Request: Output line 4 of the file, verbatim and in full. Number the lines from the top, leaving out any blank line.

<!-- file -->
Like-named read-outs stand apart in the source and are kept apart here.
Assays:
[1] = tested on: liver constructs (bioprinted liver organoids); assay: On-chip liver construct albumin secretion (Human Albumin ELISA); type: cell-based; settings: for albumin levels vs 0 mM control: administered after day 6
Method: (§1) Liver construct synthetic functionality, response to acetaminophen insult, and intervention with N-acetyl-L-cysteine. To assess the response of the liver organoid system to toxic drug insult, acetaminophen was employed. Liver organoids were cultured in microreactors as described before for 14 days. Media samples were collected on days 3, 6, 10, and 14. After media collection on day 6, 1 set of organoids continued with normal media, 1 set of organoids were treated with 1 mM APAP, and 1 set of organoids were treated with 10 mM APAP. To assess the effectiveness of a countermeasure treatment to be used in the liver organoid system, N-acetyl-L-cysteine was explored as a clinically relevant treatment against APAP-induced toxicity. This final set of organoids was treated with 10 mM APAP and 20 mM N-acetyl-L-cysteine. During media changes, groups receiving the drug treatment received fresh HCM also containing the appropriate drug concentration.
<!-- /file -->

Method: (§1) Liver construct synthetic functionality, response to acetaminophen insult, and intervention with N-acetyl-L-cysteine. To assess the response of the liver organoid system to toxic drug insult, acetaminophen was employed. Liver organoids were cultured in microreactors as described before for 14 days. Media samples were collected on days 3, 6, 10, and 14. After media collection on day 6, 1 set of organoids continued with normal media, 1 set of organoids were treated with 1 mM APAP, and 1 set of organoids were treated with 10 mM APAP. To assess the effectiveness of a countermeasure treatment to be used in the liver organoid system, N-acetyl-L-cysteine was explored as a clinically relevant treatment against APAP-induced toxicity. This final set of organoids was treated with 10 mM APAP and 20 mM N-acetyl-L-cysteine. During media changes, groups receiving the drug treatment received fresh HCM also containing the appropriate drug concentration.